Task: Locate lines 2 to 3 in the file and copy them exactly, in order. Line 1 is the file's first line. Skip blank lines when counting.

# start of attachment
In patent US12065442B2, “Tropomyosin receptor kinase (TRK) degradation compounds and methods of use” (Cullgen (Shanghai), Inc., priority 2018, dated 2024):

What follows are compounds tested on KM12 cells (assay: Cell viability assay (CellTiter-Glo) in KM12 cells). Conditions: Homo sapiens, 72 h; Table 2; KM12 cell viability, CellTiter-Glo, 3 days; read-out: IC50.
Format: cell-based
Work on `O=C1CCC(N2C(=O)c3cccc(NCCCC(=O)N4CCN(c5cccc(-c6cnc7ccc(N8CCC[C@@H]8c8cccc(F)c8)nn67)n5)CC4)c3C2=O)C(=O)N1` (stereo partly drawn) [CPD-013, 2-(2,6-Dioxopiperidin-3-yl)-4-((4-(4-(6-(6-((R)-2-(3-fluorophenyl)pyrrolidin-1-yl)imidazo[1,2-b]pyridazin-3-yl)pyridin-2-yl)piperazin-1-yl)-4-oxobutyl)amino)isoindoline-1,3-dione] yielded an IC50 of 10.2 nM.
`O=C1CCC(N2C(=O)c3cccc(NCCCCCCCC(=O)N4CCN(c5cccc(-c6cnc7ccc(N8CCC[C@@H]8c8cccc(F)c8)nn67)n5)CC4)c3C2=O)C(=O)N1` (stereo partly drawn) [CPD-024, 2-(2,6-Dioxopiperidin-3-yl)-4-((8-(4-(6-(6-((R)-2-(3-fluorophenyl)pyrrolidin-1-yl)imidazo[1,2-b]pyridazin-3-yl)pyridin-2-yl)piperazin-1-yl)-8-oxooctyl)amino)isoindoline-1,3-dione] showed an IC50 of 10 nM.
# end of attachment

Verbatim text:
What follows are compounds tested on KM12 cells (assay: Cell viability assay (CellTiter-Glo) in KM12 cells). Conditions: Homo sapiens, 72 h; Table 2; KM12 cell viability, CellTiter-Glo, 3 days; read-out: IC50.
Format: cell-based